Extra Points of Protection
Throughout your roof, you’ll find a few other points that need to be provided extra protection, or some additional systems that work with your roof to keep things safe and sound.
Here we’ll be talking about pipe boots, drip edge, as well as your ventilation and gutter systems!
Pipe boots are pieces of rubber or metal that cover the base of the various ventilation pipes that stick out of your roof. The pipes serve to let gas or moisture out of your home, usually in areas like your bathroom, or kitchen.
Because they stick out through the roof decking, they need to have something that protects the gap and hole created for them. That’s where the boots come in. They’re usually cut to fit around the pipes, and create an airtight seal to prevent water from flowing down the pipe.
Drip edge is a specially designed type of flashing that is installed beneath the first layer of shingles to prevent water from flowing backwards underneath the roofing materials, and into your fascia.
Drip edge is crucial for keeping your roof in good health, and for getting water off your roof and into your gutters in a safe manner. Without it, the bottom edges of your roof will be exposed to loads of water, drastically shortening its life, and increasing the work you’ll need to have done during a roof replacement.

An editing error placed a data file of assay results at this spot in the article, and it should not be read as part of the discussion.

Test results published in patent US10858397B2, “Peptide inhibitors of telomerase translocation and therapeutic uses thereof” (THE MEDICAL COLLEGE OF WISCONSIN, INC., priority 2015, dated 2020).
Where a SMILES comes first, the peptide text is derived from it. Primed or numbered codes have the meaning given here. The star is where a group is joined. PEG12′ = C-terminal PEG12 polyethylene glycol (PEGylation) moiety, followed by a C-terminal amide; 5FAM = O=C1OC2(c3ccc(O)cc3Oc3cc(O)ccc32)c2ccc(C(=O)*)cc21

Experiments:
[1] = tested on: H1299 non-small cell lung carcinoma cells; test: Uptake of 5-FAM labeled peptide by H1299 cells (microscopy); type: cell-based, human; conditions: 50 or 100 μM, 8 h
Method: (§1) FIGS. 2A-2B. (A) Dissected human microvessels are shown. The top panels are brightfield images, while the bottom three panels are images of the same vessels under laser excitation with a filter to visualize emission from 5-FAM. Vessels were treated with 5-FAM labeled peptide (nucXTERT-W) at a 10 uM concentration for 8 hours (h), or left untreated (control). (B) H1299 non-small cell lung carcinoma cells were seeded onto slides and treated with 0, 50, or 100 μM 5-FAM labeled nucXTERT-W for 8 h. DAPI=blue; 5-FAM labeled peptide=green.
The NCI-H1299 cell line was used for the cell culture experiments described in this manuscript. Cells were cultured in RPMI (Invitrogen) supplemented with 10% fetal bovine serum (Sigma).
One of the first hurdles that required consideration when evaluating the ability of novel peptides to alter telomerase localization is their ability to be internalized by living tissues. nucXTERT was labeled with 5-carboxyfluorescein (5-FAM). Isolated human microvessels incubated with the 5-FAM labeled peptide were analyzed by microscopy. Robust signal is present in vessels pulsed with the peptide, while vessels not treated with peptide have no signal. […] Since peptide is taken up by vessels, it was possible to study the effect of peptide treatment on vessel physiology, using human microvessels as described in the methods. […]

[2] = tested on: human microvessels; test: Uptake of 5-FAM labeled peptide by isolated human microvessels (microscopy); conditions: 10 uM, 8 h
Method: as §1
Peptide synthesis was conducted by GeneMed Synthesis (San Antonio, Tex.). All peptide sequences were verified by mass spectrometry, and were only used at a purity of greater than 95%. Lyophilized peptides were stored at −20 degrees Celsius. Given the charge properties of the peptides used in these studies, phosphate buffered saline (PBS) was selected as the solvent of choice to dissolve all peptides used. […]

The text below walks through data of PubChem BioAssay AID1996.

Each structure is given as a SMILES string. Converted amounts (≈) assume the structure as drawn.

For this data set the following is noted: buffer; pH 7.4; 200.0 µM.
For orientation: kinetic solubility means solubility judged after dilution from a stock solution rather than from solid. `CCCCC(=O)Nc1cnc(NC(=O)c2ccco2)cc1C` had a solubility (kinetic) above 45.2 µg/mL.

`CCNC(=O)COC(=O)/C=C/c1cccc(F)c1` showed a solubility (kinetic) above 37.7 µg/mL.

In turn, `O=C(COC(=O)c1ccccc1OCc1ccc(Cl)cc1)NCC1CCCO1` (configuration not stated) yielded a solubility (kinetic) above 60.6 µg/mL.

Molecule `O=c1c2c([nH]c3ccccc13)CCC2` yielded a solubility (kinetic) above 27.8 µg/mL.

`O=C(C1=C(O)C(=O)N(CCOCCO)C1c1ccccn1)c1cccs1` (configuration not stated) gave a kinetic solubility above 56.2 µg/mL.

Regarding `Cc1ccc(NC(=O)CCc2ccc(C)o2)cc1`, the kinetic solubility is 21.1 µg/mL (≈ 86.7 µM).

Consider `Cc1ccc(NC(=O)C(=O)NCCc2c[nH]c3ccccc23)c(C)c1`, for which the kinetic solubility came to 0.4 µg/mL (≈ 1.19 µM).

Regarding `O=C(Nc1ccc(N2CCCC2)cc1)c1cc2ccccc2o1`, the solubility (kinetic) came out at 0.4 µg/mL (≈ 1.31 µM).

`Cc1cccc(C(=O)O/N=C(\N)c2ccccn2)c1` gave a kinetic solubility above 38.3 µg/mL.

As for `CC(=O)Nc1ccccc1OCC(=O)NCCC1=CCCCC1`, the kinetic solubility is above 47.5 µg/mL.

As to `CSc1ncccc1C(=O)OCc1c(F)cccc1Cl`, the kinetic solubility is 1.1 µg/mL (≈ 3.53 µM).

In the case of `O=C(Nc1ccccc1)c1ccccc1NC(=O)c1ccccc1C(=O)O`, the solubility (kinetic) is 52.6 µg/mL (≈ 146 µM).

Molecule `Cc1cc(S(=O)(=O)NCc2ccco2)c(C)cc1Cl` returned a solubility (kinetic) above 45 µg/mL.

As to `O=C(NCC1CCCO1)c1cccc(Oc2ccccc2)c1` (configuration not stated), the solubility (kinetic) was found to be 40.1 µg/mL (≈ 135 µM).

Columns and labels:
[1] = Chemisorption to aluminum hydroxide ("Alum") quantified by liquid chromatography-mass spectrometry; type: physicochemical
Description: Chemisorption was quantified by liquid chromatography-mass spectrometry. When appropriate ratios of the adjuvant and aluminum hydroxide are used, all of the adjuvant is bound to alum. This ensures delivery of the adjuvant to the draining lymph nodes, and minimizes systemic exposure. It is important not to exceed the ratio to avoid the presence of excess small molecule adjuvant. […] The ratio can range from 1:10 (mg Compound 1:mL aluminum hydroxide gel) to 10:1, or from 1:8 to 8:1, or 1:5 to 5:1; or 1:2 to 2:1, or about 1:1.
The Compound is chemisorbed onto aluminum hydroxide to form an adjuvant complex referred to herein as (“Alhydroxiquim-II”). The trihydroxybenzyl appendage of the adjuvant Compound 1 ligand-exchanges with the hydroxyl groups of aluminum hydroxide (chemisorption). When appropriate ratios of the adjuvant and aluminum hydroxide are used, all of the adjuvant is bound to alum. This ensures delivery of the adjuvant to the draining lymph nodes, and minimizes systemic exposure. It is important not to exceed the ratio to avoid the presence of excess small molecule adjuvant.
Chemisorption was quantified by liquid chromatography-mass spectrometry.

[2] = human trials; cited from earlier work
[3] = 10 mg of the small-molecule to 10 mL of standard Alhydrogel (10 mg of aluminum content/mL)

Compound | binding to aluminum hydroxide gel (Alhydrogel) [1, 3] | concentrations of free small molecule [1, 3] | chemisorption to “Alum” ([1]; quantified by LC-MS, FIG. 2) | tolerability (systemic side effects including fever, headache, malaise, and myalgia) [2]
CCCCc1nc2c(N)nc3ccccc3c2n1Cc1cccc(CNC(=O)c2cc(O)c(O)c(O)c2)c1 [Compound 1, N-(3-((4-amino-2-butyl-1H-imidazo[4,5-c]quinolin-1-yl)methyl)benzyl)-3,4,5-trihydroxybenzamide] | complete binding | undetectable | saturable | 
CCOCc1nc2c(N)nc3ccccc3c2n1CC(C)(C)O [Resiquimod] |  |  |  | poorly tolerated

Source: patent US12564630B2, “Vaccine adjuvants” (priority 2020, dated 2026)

There are several types of roof vents, whether it be roof louvers ridge vents, or wind turbines. Each are designed to let warm air out of your roof, and keep the temperature and humidity below it regulated. Without proper ventilation, your attic is going to be much hotter and more humid, creating condensation in your roof decking, and drying out the asphalt in the shingles above it.
That’s really just a simple overview of attic ventilation, but we’ve gone much more into it in our blog on that subject!
You may not think of gutters being a part of your roof, but they most definitely work in tandem with your roof to distribute water safely and effectively to the ground. If your gutters are clogged and unable to function properly, that water may back up onto your roof, causing increased wear in those areas, and allowing it to seep into your shingles, and roof decking.
Because of this, its super important to keep your gutters clear of debris so the water can flow through with ease. Once again, we’ve got another awesome blog about the reasons to clean your gutters, so check that out to learn more!
How long does it take to put all that on?
You may be thinking to yourself, “That’s a lot of stuff! How long does it take to put it all on?” Typically, the roof replacements that we do can get done in one day, but there’s plenty of factors that go into that. If you want to learn more about the length of the whole roof replacement process, check out this blog!
On Tops Roofing has been replacing and repairing roofs in the Raleigh, North Carolina area since 1991! Whatever your roofing project requires, We’re on it!